Conservation Corner

Mar 01


The original item was published from March 1, 2021 9:17 AM to May 3, 2021 3:44 PM

WCC Planting 2Construction Complete, but Restoration Work Continues.

The major earthwork and construction of the South Prairie Creek floodplain and salmon habitat project wrapped up last fall and has performed well during its first winter (so far). The new side channel, in particular, is expected to experience some changes as it adapts to seasonal flow fluctuations and other natural processes.

Project partners are also excited by evidence of fish using both new and improved habitat within the project area. Last October, Chinook salmon were seen spawning in the structures installed in the mainstem of South Prairie Creek. And a survey of the new side channel in February confirmed it was being used by young steelhead and Chinook!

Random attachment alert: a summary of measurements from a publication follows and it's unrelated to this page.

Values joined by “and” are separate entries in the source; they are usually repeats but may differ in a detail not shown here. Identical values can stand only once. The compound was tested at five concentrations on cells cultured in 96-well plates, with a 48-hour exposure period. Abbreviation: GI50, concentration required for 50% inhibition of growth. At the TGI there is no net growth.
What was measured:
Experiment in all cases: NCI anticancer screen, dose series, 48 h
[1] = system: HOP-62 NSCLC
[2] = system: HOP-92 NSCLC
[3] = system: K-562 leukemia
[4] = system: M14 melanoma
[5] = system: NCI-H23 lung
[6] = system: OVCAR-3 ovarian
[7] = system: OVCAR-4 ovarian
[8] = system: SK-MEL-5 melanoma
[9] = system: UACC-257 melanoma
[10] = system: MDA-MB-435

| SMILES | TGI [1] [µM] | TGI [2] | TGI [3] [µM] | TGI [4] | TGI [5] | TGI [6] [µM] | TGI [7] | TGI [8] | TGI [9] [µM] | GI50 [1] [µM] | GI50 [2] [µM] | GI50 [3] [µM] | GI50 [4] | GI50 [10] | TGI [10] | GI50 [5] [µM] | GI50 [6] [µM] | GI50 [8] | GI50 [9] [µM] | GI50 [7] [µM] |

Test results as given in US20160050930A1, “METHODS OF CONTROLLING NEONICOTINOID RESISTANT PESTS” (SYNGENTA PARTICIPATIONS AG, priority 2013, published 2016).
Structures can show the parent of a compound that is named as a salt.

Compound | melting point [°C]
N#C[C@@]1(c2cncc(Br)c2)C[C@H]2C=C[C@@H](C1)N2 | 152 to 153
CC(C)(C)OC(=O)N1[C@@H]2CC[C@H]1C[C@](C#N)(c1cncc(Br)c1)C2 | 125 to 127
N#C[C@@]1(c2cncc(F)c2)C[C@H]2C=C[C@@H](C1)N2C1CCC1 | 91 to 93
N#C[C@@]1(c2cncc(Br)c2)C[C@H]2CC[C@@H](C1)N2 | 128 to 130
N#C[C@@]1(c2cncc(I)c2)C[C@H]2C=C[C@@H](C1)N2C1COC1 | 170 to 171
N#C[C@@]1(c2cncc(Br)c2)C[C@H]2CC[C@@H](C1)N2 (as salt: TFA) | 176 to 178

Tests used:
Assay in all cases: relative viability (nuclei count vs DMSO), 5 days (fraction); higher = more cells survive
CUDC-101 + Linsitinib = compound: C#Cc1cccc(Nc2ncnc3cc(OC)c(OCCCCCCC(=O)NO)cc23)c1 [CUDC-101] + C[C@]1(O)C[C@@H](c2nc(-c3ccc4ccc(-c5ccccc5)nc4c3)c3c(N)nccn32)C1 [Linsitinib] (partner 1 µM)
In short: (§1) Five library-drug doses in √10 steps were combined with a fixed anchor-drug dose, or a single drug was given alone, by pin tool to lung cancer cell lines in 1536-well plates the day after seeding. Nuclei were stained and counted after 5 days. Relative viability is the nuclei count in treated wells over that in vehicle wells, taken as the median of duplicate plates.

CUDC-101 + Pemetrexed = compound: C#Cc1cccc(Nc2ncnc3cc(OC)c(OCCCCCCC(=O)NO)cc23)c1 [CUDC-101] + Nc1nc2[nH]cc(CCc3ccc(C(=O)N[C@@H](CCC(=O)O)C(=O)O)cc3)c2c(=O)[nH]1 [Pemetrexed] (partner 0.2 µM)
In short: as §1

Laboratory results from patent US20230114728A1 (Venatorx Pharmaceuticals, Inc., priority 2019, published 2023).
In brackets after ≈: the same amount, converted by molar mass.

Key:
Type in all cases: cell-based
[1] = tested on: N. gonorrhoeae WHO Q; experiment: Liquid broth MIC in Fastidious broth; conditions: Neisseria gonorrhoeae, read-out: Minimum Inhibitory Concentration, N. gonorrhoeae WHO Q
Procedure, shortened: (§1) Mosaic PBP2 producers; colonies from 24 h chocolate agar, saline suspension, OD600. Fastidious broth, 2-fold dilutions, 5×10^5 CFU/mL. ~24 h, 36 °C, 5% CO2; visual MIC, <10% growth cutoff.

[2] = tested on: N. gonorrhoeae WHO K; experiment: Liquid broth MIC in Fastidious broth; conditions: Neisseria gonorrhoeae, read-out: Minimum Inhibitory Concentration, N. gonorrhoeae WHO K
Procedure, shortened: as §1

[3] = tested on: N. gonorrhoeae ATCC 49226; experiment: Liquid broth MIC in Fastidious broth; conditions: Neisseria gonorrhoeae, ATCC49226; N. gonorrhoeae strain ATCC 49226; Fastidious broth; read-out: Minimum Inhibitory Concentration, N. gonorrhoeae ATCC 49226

Photos: Washington Conservation Corps crew members, as well as numerous volunteers helped install 9,575 plants, restoring 12.7 acres of habitat. We’re already seeing endangered salmonids return, such as this Chinook fry that was caught while sampling the new channel. Photos courtesy of Kristin Williamson, SPSSEG and Kayla Ink, WCC.

Also completed this winter was the installation of 9575 plants over more than 12.7 acres. MostChinook 2 of the planting has been done by the District’s dedicated WA Conservation Corps (WCC) crew, with assists from Pierce County Surface Water Management’s WCC crew, and the volunteers who joined us in a COVID-safe manner for Orca Recovery Day last October.

  • Demolition of 11 buildings and a creosote bridge over South Prairie Creek.
  • Installation of a new bridge over Silver Springs Creek.
  • Restoration of 2,600 linear feet of side channel on the north floodplain.
  • Installation of 113 engineered log structures, resulting in 4,648 new pieces of wood in the project reach.
  • Noxious weed treatment and re-vegetation of up to 50 acres of floodplain and riparian forest.
  • Project cost: $4.85 million.